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Mobile Recruiting on the Rise
 

By Dawn S. Onley  3/18/2014
The International Data Corp. (IDC) predicts that by 2015, more Americans will surf the Internet from their mobile devices than from their PCs. This year, Nucleus Research foresees that half of all Internet traffic to career sites will come from mobile devices.

If businesses hope to attract the best and brightest talent, they must build their websites for mobile optimization and their HR departments must use multiple avenues to recruit. At the March 12, 2014, JobMobile event in Washington, D.C., panelists spoke on these innovations and strategies in mobile recruitment.

The Future Is Mobile

It is a big change and a new way of recruiting, enabling job seekers to search for employment, schedule interviews, e-mail, even video-chat with potential employers—all from a hand-held device. “You don’t have to be stuck in an office to look for a job,” said Amanda Augustine, job-search expert at TheLadders, which sponsored the JobMobile event. But not everyone is quick to adopt the new paradigm. Out of the Fortune 500 companies, just 5 percent have websites that are suited for mobile recruiting, Augustine observed.

The slow transition is consistent with other noteworthy changes in recruiting that have occurred over the past decade and longer. Augustine said her company CEO, Alex Douzet, explains it best this way: “The job-search evolution from Web to mobile devices could be as significant as the transition from print classifieds to online job postings.”

The benefits of mobile recruiting are speed, convenience and on-the-go access, so job seekers can apply for employment wherever they are, she said. The impediments to optimizing websites for mobile devices are upfront costs, time, shifting the company-culture mindset and adapting to new technologiesthe last being a particular sticking point for people in the human resources and recruiting fields.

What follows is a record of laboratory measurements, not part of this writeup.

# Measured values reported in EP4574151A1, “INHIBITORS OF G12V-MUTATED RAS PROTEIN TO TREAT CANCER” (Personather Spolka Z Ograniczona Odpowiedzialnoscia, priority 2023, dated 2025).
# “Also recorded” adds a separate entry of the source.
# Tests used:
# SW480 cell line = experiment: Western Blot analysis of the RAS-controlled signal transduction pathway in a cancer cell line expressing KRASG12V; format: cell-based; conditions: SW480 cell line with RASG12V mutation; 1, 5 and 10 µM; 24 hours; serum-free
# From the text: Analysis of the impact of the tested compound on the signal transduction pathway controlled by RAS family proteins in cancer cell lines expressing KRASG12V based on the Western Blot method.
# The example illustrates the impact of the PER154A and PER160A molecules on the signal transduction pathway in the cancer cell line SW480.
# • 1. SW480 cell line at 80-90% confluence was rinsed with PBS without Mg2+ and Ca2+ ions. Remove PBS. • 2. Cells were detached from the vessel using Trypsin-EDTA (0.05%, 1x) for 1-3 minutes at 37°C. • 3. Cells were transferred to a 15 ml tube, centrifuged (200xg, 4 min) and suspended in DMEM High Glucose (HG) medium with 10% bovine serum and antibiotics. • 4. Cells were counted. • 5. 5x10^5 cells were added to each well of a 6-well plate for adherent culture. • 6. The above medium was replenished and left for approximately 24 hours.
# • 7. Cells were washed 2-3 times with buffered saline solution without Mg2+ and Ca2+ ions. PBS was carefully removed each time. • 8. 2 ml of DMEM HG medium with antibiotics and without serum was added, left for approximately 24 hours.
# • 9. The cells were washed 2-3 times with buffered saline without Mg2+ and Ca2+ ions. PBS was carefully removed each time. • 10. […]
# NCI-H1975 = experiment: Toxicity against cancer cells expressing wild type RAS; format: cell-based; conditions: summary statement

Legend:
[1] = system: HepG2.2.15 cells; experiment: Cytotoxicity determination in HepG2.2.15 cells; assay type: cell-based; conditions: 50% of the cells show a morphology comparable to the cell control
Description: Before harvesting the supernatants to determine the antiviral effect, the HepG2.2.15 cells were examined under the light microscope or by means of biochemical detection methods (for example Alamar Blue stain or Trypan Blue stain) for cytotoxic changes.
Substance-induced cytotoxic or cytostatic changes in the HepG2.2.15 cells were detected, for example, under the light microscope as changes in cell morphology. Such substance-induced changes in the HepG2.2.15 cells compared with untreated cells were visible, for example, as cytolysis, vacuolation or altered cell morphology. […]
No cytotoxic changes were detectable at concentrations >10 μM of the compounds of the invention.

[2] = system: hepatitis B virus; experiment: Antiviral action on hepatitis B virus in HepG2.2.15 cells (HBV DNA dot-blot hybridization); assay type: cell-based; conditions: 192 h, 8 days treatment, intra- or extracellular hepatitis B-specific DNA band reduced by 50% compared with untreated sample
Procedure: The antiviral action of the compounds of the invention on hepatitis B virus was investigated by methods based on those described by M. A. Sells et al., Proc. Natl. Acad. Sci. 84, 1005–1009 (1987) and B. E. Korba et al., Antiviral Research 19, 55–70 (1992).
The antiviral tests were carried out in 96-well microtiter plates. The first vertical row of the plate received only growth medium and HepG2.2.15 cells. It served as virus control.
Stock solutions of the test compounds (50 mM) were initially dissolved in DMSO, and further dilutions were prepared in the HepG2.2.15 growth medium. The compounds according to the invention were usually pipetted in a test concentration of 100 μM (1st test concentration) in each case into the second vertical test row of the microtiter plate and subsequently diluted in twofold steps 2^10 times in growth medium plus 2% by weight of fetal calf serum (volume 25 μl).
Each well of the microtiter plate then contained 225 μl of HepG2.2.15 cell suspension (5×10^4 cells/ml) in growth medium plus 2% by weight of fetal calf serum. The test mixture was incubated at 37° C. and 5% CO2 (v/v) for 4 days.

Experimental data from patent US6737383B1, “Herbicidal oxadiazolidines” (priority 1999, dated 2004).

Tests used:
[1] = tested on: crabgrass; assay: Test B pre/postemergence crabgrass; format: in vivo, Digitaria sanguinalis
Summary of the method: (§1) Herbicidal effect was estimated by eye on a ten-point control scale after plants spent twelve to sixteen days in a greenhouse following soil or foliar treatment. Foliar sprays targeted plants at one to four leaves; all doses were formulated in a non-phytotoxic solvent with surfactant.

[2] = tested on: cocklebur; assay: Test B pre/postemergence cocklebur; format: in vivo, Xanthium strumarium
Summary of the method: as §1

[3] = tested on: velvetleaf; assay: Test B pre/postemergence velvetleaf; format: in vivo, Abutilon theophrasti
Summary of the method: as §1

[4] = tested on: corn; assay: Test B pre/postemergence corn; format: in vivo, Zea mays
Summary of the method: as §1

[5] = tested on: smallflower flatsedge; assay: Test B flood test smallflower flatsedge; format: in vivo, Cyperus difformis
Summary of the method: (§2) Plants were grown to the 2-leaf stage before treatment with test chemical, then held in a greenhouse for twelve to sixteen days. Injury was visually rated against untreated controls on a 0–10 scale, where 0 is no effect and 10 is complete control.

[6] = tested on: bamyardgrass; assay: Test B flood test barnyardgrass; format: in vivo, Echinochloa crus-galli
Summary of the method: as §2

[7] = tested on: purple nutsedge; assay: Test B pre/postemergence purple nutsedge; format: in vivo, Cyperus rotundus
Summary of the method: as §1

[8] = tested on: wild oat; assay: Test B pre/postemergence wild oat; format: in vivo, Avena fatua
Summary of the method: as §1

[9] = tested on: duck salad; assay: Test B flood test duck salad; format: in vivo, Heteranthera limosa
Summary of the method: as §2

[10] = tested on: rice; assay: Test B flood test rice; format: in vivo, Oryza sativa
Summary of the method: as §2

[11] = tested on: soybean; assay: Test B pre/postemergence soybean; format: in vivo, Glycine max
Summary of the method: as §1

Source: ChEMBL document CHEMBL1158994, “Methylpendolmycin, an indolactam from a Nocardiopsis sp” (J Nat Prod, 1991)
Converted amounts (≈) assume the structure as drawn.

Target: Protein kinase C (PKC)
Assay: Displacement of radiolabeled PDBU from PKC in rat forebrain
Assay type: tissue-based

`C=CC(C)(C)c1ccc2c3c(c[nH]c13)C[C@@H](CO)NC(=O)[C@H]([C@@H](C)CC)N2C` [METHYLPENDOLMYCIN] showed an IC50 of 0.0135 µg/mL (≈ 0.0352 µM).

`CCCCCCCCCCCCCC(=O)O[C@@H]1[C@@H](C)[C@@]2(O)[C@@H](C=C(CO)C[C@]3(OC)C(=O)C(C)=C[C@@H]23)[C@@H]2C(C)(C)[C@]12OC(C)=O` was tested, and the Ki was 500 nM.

“Technology is the bane of our existence,” Augustine said, garnering laughs from the audience. “It is a pain point wherever we go.”

Augustine moderated the panel, which also featured Shan Teel, head of recruiting and diversity and inclusion at XO Communications; Darryl Durrington, vice president and sector talent acquisition director of Leidos; and Tristan Bandoni, recruiting director in Randstad Technologies’ D.C. metro office. The panel agreed that mobile recruiting would continue to grow in the years ahead, especially since Millennials are expected to compose 40 percent of the workforce by 2020.

Even so, without a guaranteed return on investment, mobile recruiting has been hard to sell to senior executives at XO Communications. “They want to see the value of why this is important,” Teel explained. “The talent is in it for you, but I also have to show them the ROI.”

Bandoni said that Randstad is redesigning its website to help mobile viewers find job postings and glean career advice and other valuable information, including recruitment efforts. He told attendees that companies should vary the content on their site to keep job seekers on it for longer periods.

The correct balance is a layered approach, including a robust social media presence on sites such as Facebook and Linked In, as well as a website that is easy for potential employees to navigate and search, added Durrington.

The panelists pointed out that just as recruiters are using the Internet to find out more about potential candidates, mobile job seekers are visiting corporate websites and making judgments based on what they find. And this applies to customers, too. TheLadders discovered that 57 percent of customers wouldn’t recommend businesses with poorly designed mobile sites and 40 percent have gone to a competitor’s site after a bad mobile experience with a company’s site.

“When you go to our website, it has to be appealing to the client,” said Teel. “We are trying to recruit, and candidates can do checks on us. They expect the websites to have all of the bells and whistles. I’m trying to get the marketing team to know we have to work on this together.”

Dawn S. Onley is a freelance writer based in Washington, D.C.

 

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